We are halfway through 2023, and it’s been a great year for cinema. The one-two-punch of Barbie and Oppenheimer did wonders for the box office, reminding audiences of the magic of cinema and bringing them back to the movie theaters in floods. Still, not everything has been perfect. For every Barbenheimer, there’s a Shazam! Fury of the Gods.
These films aren’t necessarily bad, but they are disappointing. Whether because of their lazy plots, uninspired choices, questionable acting, or a combination of all these factors, these movies didn’t live up to audiences’ lofty expectations. And it’s a shame because some had everything they needed to go all the way, but alas, they ended up being bitter disappointments.
The long-awaited Ant-Man and the Wasp: Quantumania was supposed to be a major event. After all, it introduced the Multiverse Saga’s Big Bad, Kang, and prominently featured the Quantum Realm, which had been teased since at least 2015. But the film made more of a fizzle than a bang, confirming the MCU is in dire need of help.
Ant-Man and the Wasp wasted a promising cast in a lazy story with awful visual effects, clumsy dialogue, uninspired action, and infantile humor. The film turned off many lifelong MCU fans and ended its most underwhelming trilogy on an uninspired final note. This year is proving to be a turning point for the MCU, and Quantumania‘s disappointment will surely play a large role in the universe’s eventual fall from grace.
You People tells the story of Ezra and Amira, an interracial and interreligious couple dealing with culture clashes, modern romance, and each other’s families. The film boasts an impressive cast, including Jonah Hill, Lauren London, David Duchovny, Nia Long, Julia Louis-Dreyfus, and Eddie Murphy.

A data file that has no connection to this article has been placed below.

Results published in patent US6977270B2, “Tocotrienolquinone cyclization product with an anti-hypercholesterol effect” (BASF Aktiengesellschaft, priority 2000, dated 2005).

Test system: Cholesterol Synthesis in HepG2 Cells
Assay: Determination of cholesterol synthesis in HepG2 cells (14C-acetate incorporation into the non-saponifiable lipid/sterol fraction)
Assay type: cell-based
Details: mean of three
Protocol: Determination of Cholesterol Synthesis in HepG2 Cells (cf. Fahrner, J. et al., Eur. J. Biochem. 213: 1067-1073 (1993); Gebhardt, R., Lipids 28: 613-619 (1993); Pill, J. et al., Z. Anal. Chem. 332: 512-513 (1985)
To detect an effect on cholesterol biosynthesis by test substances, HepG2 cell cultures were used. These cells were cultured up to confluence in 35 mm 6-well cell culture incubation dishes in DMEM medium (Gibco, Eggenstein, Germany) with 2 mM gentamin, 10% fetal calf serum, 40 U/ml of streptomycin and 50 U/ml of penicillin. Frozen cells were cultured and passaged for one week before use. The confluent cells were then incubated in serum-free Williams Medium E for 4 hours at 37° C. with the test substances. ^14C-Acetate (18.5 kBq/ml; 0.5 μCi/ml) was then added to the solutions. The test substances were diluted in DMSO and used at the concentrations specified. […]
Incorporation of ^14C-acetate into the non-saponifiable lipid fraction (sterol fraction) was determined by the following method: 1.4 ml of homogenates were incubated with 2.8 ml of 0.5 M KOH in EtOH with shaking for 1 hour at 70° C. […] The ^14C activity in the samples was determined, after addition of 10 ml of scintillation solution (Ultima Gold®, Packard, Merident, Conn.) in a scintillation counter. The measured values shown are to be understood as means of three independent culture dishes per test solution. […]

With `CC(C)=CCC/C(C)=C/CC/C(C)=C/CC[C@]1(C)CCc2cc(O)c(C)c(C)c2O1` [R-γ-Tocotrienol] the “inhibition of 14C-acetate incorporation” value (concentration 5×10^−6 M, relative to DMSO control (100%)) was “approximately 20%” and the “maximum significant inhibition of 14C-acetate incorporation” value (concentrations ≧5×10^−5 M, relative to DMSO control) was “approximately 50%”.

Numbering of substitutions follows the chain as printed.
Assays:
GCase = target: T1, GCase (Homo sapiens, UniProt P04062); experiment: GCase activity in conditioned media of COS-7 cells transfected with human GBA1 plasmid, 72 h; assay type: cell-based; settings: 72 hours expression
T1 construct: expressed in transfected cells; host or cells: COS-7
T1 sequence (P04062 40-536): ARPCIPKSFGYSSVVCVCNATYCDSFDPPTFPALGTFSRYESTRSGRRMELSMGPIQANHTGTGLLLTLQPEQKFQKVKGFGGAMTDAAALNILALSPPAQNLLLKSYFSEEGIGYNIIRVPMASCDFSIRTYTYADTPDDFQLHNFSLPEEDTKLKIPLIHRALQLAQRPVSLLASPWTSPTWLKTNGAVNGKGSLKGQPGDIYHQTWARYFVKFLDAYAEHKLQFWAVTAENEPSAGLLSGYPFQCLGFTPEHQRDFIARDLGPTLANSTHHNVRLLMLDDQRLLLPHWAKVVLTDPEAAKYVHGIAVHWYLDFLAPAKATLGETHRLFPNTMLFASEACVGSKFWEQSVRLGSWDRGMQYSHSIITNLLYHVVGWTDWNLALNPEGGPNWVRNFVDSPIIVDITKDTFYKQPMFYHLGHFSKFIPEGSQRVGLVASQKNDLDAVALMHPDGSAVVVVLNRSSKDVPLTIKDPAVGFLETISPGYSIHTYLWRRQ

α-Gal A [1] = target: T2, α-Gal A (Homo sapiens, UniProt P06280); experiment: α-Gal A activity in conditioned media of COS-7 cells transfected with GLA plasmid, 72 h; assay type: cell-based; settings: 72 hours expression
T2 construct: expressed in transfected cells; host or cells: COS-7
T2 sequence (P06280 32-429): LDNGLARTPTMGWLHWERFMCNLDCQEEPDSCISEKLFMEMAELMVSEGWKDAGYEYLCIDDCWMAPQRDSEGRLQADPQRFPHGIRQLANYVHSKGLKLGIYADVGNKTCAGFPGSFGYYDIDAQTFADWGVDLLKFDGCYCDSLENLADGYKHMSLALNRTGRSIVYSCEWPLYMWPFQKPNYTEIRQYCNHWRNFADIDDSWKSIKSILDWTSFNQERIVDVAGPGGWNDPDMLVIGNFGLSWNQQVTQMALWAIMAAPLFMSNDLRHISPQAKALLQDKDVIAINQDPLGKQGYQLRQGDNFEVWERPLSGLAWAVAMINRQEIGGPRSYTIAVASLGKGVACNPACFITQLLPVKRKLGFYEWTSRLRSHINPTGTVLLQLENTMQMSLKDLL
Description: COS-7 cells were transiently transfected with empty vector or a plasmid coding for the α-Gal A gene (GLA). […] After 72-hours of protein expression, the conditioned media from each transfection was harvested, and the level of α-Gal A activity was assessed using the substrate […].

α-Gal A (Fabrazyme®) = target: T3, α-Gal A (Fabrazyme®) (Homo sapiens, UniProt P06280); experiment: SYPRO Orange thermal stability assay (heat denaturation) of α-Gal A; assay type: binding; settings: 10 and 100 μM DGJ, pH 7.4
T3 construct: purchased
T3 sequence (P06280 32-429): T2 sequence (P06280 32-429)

Despite an intriguing premise and a cast of A-list comedians, You People is neither funny nor clever enough to stand out from Netflix’s weekly releases. The film’s social commentary also falls flat, as do Hill and Murphy’s surprisingly subdued performances; rather than letting the two famous comedians let loose, director Kenya Barris restrains them, to the film’s ultimate detriment.
The first Shazam! came out in 2019 to tepid box office results ,but an enthusiastic critical reception. The sequel, 2023’s Shazam! Fury of the Gods, performed similarly commercially, but without critical support. Zachary Levi returns as the superhero Shazam, who, along with his extended family, must face the Daughters of Atlas.
Shazam! Fury of the Gods is perhaps the most disappointing film of the year. Following a genuinely sweet and inspiring first film, director David F. Sanberg had everything necessary to deliver another enchanting adventure. However, the misguided sequel sacrificed heart for a bombastic, lazy adventure that wasted a talented cast and a promising setup. Fury of the Gods also has the most jarring, shameless instance of product placement in recent memory, contributing to its mediocre reception.